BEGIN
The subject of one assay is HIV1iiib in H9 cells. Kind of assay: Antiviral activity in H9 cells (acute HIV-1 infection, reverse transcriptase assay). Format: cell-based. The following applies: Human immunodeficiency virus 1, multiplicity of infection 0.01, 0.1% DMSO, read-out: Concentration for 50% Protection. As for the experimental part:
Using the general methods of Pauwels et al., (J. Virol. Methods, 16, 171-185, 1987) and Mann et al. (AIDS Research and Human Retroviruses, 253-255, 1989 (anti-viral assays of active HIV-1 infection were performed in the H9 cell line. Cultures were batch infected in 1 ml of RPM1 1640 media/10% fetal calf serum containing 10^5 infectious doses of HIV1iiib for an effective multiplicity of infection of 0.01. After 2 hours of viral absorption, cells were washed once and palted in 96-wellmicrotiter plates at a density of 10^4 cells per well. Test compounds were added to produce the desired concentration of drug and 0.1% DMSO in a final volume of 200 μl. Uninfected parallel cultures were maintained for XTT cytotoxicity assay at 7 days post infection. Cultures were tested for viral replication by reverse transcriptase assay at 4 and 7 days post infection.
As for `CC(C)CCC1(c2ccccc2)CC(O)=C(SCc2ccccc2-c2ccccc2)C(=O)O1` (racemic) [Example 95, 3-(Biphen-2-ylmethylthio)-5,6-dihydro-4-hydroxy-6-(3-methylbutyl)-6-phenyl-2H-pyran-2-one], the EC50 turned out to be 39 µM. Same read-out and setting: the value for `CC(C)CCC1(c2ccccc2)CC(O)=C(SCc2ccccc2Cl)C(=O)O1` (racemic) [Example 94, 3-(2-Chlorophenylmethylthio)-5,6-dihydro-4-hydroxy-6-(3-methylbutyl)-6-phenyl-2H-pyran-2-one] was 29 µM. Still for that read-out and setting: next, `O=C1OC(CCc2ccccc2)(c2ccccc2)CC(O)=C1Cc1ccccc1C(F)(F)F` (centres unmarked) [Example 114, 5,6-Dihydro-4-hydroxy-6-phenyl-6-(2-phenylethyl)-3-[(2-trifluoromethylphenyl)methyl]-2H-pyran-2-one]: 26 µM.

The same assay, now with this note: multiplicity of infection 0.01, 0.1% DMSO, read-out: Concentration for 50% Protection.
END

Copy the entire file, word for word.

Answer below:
The subject of one assay is HIV1iiib in H9 cells. Kind of assay: Antiviral activity in H9 cells (acute HIV-1 infection, reverse transcriptase assay). Format: cell-based. The following applies: Human immunodeficiency virus 1, multiplicity of infection 0.01, 0.1% DMSO, read-out: Concentration for 50% Protection. As for the experimental part:
Using the general methods of Pauwels et al., (J. Virol. Methods, 16, 171-185, 1987) and Mann et al. (AIDS Research and Human Retroviruses, 253-255, 1989 (anti-viral assays of active HIV-1 infection were performed in the H9 cell line. Cultures were batch infected in 1 ml of RPM1 1640 media/10% fetal calf serum containing 10^5 infectious doses of HIV1iiib for an effective multiplicity of infection of 0.01. After 2 hours of viral absorption, cells were washed once and palted in 96-wellmicrotiter plates at a density of 10^4 cells per well. Test compounds were added to produce the desired concentration of drug and 0.1% DMSO in a final volume of 200 μl. Uninfected parallel cultures were maintained for XTT cytotoxicity assay at 7 days post infection. Cultures were tested for viral replication by reverse transcriptase assay at 4 and 7 days post infection.
As for `CC(C)CCC1(c2ccccc2)CC(O)=C(SCc2ccccc2-c2ccccc2)C(=O)O1` (racemic) [Example 95, 3-(Biphen-2-ylmethylthio)-5,6-dihydro-4-hydroxy-6-(3-methylbutyl)-6-phenyl-2H-pyran-2-one], the EC50 turned out to be 39 µM. Same read-out and setting: the value for `CC(C)CCC1(c2ccccc2)CC(O)=C(SCc2ccccc2Cl)C(=O)O1` (racemic) [Example 94, 3-(2-Chlorophenylmethylthio)-5,6-dihydro-4-hydroxy-6-(3-methylbutyl)-6-phenyl-2H-pyran-2-one] was 29 µM. Still for that read-out and setting: next, `O=C1OC(CCc2ccccc2)(c2ccccc2)CC(O)=C1Cc1ccccc1C(F)(F)F` (centres unmarked) [Example 114, 5,6-Dihydro-4-hydroxy-6-phenyl-6-(2-phenylethyl)-3-[(2-trifluoromethylphenyl)methyl]-2H-pyran-2-one]: 26 µM.

The same assay, now with this note: multiplicity of infection 0.01, 0.1% DMSO, read-out: Concentration for 50% Protection.